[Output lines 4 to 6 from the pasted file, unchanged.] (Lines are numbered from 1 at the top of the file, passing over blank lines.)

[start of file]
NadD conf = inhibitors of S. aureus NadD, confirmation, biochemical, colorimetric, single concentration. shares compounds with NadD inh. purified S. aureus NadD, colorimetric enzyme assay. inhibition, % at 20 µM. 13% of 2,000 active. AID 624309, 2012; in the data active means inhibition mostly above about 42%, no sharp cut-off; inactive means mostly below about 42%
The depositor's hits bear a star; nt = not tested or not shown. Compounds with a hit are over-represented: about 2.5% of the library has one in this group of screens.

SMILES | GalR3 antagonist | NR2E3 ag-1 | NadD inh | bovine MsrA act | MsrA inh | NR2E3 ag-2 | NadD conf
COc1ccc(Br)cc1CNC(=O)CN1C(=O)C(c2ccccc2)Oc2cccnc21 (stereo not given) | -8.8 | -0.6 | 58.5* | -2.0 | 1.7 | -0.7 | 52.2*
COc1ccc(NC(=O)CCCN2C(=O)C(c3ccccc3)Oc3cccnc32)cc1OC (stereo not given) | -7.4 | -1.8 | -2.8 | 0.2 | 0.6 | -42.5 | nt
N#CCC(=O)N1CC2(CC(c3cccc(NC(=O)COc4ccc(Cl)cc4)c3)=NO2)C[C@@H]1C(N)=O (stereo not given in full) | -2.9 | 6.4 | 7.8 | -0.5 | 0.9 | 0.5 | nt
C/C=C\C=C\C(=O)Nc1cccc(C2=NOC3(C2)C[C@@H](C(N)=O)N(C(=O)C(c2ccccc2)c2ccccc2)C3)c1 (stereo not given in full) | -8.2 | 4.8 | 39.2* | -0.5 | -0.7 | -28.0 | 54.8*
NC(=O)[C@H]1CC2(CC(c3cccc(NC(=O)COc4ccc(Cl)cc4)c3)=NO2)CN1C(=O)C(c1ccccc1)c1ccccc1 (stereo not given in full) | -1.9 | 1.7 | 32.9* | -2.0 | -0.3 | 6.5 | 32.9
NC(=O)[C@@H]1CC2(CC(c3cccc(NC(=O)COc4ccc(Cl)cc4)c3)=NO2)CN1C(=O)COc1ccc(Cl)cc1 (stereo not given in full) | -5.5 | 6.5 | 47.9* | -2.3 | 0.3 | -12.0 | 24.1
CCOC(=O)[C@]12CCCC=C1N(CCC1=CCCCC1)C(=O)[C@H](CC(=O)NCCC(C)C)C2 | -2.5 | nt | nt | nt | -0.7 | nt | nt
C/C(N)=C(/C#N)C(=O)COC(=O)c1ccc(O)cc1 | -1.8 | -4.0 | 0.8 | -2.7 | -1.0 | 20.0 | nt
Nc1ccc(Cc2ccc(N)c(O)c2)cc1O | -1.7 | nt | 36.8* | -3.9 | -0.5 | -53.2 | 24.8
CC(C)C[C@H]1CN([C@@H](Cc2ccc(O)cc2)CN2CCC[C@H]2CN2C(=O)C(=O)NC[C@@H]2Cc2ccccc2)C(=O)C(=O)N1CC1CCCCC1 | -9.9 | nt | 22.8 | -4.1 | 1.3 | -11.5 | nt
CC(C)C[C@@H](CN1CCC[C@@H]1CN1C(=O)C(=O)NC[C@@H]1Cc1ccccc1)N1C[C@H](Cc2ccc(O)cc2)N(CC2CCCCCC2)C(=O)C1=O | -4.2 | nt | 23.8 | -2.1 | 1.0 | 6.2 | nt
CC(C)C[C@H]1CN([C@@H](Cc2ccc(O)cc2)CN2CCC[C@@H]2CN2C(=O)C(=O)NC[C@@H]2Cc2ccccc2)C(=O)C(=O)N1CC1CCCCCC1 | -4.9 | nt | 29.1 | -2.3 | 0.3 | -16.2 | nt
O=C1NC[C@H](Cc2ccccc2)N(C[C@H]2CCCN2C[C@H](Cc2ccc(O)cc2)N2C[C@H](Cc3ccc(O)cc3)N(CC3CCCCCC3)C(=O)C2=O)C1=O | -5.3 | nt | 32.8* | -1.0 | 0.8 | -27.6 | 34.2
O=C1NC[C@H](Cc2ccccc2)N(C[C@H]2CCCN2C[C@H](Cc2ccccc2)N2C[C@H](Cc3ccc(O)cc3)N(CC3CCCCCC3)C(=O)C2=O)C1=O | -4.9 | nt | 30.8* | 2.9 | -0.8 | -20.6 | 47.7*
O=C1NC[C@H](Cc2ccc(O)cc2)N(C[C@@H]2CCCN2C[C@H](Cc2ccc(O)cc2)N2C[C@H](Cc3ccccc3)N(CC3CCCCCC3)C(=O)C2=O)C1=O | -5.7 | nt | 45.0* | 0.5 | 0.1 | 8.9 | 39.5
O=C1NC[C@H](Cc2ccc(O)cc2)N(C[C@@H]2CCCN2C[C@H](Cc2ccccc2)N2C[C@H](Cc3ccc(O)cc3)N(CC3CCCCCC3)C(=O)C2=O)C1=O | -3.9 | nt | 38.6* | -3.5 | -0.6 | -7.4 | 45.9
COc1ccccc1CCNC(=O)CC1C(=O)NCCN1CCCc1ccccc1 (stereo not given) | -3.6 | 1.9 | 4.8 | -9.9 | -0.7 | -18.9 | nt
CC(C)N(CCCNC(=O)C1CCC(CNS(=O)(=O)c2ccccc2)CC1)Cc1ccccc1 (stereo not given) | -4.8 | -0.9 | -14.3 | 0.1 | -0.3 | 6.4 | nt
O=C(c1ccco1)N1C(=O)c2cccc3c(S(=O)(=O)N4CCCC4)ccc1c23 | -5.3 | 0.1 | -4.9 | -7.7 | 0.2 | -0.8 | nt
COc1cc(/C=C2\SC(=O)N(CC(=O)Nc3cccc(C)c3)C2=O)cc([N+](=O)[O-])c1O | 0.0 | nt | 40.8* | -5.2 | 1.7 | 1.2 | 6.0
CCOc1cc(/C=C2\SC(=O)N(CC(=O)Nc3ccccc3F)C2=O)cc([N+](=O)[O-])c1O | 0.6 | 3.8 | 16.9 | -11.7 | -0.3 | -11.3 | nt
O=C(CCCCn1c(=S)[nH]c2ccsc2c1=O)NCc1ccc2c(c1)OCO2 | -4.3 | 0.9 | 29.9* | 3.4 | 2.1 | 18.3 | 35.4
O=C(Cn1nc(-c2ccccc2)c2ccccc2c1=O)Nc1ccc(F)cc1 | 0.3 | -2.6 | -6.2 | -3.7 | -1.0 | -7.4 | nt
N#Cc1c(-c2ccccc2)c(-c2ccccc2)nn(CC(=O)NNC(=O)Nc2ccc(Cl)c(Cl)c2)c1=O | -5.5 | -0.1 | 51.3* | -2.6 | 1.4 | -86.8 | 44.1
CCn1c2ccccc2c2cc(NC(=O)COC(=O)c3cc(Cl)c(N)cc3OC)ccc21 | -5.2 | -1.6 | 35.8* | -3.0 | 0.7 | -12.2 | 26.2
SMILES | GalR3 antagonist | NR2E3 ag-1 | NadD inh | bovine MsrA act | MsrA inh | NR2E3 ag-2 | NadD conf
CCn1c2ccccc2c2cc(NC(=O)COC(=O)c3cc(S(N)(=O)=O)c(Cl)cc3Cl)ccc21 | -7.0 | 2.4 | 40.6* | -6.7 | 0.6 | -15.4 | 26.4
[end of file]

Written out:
COc1ccc(Br)cc1CNC(=O)CN1C(=O)C(c2ccccc2)Oc2cccnc21 (stereo not given) | -8.8 | -0.6 | 58.5* | -2.0 | 1.7 | -0.7 | 52.2*
COc1ccc(NC(=O)CCCN2C(=O)C(c3ccccc3)Oc3cccnc32)cc1OC (stereo not given) | -7.4 | -1.8 | -2.8 | 0.2 | 0.6 | -42.5 | nt
N#CCC(=O)N1CC2(CC(c3cccc(NC(=O)COc4ccc(Cl)cc4)c3)=NO2)C[C@@H]1C(N)=O (stereo not given in full) | -2.9 | 6.4 | 7.8 | -0.5 | 0.9 | 0.5 | nt